Unable to work after fourteen years on T4 only, excrutiating depression, suicidal at times, zero energy. After three & a half decades, 42.5mcg of T3 only, decent folate, ferritin, vitamin D & Methylated multi B vitamins, sorted it out. I have two mutated genes- DIO2 and MTHFR. No thanks to three Professors of Endocrine, a multitude of endocrinologists and a gaggle of GP's; it was this amazing forum that sorted me out. I truly doubt any Endocrinologist could have sorted that lot out.

"Intriguing early data is presented that reducing the “inflammatory” load by thyroidectomy or selenium may help adverse symptoms."

Well it's very kind of Mr Leese to offer .... but i'm not sure that would help at all .., so No Thanks. (not until they can do a better job of treating those whose thyroid they've already whipped out for a good reason)

.... Am currently picturing a Quick Fit mechanic with his head under the bonnet of a Ferrari that won't run properly..

" Mmmm ..... i don't understand how this bit works ,... but it's squeeking a bit , so i'll just rip it out and the problem might be fixed.... "

Oh , and there he goes again ... pushing his new idea to re name it "pre-thyroid" instead of "subclinical hypothyroidism", .... which i think translates as "if nobody says the word 'Hypothyroidism' to them, they won't look it up " .

I don't see his new terminology catching on.. far too many of us have already looked it up . No point shutting the stable door after the hypo horse has crawled out.

He'd do better to 'grow a set' and admit he doesn't know all the answer's yet.. rather than keep publishing these articles that just get in the way of those who ARE trying to understand and improve the situation for thyroid patients.

nellie237 profile image
nellie237 in reply to tattybogle

"To avoid this issue, the term pre-thyroid could be used for what is currently called subclinical hypothyroidism and subclinical hyperthyroidism." Wow, because that's not going to cause confusion

Patient attending A&E whilst away from home

Dr: Please tell me about any other medical conditions you suffer from

Patient: Pre-thyroid

Dr: Hypo or Hyper?

Patient: I said Pre-thyroid????

It would be farcical if it wasn't so serious.

helvella profile image
helvellaAdministrator in reply to nellie237

May I join Club Cynical?

TSH110 profile image
TSH110 in reply to tattybogle

It’s a ridiculous term - we already have a thyroid, albeit faulty, how on earth can we be pre-thyroid? It’s incompatible with life.

tattybogle profile image
tattybogle in reply to TSH110

very good point .. he compares his term to the use of the term 'pre-diabetes' but by his logic pre-diabetes should actually be called 'pre-pancreas' ( remove the name of the disease and substitute the name of the responsible gland)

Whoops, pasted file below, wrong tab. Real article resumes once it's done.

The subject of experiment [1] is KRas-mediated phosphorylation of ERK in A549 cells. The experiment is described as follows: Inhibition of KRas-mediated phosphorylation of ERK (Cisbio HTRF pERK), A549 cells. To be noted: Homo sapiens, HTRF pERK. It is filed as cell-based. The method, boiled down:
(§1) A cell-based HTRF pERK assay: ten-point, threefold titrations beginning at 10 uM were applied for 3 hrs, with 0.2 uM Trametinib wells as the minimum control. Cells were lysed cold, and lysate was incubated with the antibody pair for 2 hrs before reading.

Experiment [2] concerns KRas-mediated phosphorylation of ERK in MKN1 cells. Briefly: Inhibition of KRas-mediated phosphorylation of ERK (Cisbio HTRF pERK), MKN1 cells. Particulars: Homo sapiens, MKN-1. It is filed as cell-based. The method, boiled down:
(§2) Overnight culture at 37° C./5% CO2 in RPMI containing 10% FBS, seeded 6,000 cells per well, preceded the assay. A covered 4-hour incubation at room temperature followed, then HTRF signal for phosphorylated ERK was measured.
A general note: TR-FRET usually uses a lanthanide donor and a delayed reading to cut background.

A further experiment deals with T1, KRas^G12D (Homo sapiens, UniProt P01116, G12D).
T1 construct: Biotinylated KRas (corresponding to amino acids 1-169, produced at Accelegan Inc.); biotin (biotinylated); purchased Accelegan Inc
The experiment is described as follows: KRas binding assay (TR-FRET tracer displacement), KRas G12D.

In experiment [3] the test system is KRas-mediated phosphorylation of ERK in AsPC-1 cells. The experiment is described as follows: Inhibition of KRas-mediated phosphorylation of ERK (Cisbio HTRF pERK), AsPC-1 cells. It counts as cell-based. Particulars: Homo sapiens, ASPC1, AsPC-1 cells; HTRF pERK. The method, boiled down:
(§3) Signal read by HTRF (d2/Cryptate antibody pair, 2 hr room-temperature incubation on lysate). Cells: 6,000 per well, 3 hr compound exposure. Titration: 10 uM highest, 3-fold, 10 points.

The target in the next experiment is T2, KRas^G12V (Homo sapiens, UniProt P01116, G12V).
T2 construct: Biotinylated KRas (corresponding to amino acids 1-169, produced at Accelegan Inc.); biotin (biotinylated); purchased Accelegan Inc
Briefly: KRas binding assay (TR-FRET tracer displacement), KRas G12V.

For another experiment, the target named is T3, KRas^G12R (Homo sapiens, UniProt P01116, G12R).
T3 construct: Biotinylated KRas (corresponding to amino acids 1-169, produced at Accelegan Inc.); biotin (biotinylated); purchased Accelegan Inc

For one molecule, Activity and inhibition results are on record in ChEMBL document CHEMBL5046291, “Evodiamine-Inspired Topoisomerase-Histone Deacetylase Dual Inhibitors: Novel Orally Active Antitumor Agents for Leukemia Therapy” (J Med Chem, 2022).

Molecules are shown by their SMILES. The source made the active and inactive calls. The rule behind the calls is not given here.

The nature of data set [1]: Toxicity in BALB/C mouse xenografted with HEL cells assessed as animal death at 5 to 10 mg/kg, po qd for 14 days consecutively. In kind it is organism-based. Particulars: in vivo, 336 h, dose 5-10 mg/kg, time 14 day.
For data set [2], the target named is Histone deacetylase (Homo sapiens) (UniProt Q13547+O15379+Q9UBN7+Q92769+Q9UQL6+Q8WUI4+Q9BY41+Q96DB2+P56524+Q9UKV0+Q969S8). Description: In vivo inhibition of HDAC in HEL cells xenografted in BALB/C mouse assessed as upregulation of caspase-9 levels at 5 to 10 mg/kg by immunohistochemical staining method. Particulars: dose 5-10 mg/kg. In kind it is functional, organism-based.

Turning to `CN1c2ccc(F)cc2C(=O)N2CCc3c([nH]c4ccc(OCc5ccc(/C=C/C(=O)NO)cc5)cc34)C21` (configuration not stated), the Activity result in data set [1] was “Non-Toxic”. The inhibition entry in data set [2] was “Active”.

It's just a blatant attempt to remove 'the name' of a disease from public view , so that the public knowledge of the disease itself , also goes out of view.. which would of course make it even easier to say any symptoms are 'somatic'

Is the correct term for this sort of thinking 'pre-brain' .. or 'prehistoric' .. i can't decide....

helvella profile image
helvellaAdministrator in reply to tattybogle

Even pre-diabetes only means at a stage that treatment is going to be provided - not that there is nothing wrong.

And pre-pancreas would need to include Hyperinsulinemia. :-)

TSH110 profile image
TSH110 in reply to tattybogle

Tut tut tat - pre-varicating 🤣🤣🤣 I completely agree it’s an attempt at obfuscation but he won’t pull the pre-wool over our eyes! Or should it be wool over our pre-eyes?

tattybogle profile image
tattybogle in reply to TSH110

Weetman "NOO , not over your eyes... why don't these thyroid patients get it ? .. if their TSH is normal there is NO WOOL"

Sorry, I simply could not finish reading, as I feared I would explode with anger at the complete drivel written in all seriousness and being very aware that such drivel will cause problem for patients not yet diagnosed or already diagnosed and receiving the usual Levothyroxine only medication at low doses to appease the TSH blood test. I despair….

TSH110 profile image
TSH110 in reply to Hennerton

You missed the best bit at the end his new categories 😡🤯🤬

One doctor tested me for adrenal fatigue - prescribed HydroCortison - and low HGH - prescribed HGH injections. But, nothing else. I had to beg for nutrients tests, and only got the 15 years after being diagnosed hypo/Hashi's, and then all they would do was B12 and ferritin!

Aaargh ‘d like to classify that this has been written by a grade 1 NUT. It’s utter garbage.

FancyPants54 profile image
FancyPants54 in reply to TSH110

I guess it didn't work then. You couldn't help yourself. Your gasket is well and truly blown.

TSH110 profile image
TSH110 in reply to FancyPants54

…at a ballistic velocity!

I wonder if cardiology has completely abandoned T3 because “of the costs and unclear benefits”? Or are cardiologists canny enough to recognise its efficacy and keep using it? It would be interesting to know. As ever, I suspect we are the poor relative.

FancyPants54 profile image
FancyPants54 in reply to TSH110

The cardiologist I have been under for 3 years knows nothing about it at all. Just tries to scare me off it. He's hopeless. He's now left I think. However, Electrophyisists (don't know how to spell that, known as EPs) do understand it and help those who need it. They understand the heart's needs for T3. I've never seen an EP, I'm thinking of seeing one privately. Another huge expense. When I take T3 my arrhythmia calms down. Until the T3 wears off when it starts to make it's presence more known. I'm sure if I can only get on enough of it the arrhythmia will be very mild. It gives me fast heart rate. When I first started T3 with Levo it dropped the heart rate from mid to high 90's (resting) to low 80's. It's since gone back up. I think because I need more. At my last private endo appointment he prescribed me up to 40mcg a day and gave me a prescription big enough to try it. I've just started to try to work my way up there from 30mcg.